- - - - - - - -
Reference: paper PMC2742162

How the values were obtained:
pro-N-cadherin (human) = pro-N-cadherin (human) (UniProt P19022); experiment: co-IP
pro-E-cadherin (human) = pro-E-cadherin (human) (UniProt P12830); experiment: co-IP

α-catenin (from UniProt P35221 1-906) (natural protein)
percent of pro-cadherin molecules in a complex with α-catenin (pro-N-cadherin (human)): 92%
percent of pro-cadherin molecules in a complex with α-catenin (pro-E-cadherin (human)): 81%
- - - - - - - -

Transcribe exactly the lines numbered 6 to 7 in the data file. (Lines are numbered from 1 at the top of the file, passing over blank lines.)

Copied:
percent of pro-cadherin molecules in a complex with α-catenin (pro-N-cadherin (human)): 92%
percent of pro-cadherin molecules in a complex with α-catenin (pro-E-cadherin (human)): 81%